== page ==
In this essay I am going to be concerned with the topic of both empathizing with and responding with empathy to. My purpose is to give a functional analysis of these concepts.
When people respond with empathy to feelings that they know never happened, we can explain this type of empathic reaction by distinguishing two types of empathy: witnessed empathy and fictional empathy. Witnessed empathy occurs when the scene is witnessed, not the empathy. Thus, we are empathizing with the people in the image. Fictional empathy requires that we respond with empathy to the people in the scene.
As we know, there are two dimensions of empathy: cognitive and affective. With both witnessed and fictional empathy, the affective dimension is the same; the difference between the two types will be concerned with the cognitive dimension. We will see that much of the cognitive dimension is the same with both types of empathy. Thus, the difference will be a certain aspect of the cognitive dimension. Therefore, one of the principal goals in this analysis is to establish the specific aspect of cognitive dimension that differentiates of fictional empathy from witnessed empathy.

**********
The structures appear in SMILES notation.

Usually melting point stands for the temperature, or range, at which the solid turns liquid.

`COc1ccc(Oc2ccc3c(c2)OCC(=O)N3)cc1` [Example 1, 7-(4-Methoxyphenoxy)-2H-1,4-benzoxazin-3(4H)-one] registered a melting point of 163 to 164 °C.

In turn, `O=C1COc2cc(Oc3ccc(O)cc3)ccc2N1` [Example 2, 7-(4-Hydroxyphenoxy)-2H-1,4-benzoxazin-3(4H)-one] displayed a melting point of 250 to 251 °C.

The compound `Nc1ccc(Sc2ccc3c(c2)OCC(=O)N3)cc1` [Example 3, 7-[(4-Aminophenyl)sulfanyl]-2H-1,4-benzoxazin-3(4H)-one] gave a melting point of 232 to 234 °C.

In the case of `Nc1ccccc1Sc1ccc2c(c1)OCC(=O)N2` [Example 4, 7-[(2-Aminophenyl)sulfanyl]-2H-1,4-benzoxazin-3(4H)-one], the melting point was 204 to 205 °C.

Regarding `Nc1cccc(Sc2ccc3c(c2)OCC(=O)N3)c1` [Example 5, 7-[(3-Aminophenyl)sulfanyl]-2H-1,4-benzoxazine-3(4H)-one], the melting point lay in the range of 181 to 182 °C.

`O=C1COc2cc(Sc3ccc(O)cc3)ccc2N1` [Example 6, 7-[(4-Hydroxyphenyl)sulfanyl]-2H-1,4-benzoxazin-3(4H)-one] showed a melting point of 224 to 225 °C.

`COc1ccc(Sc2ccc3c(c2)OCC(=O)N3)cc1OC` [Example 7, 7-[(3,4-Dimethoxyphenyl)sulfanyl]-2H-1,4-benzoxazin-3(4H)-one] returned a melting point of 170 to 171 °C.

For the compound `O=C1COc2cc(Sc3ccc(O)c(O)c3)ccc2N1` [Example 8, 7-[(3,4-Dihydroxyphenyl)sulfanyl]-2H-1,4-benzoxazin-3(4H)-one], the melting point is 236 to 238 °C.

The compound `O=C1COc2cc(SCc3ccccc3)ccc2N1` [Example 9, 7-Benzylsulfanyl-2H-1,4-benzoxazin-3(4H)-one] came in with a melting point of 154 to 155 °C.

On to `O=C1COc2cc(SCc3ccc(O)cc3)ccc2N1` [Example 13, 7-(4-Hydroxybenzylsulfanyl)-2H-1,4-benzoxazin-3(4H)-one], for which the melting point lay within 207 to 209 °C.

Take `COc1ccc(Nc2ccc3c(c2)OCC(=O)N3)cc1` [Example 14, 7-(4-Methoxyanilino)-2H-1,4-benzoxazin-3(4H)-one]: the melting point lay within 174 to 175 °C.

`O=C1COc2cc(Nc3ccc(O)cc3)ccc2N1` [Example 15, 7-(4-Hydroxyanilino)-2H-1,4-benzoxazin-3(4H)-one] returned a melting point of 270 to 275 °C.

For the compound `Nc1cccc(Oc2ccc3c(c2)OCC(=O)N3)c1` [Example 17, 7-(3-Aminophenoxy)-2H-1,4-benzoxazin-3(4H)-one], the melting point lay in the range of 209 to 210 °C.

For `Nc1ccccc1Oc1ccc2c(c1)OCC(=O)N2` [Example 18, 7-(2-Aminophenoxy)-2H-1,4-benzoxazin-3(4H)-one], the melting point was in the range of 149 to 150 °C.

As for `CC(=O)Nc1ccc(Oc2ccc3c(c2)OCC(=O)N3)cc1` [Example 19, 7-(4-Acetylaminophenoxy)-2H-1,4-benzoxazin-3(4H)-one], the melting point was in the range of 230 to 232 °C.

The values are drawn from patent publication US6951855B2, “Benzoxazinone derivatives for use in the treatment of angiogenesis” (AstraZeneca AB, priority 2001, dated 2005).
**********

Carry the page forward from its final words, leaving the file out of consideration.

Witnessed empathy is
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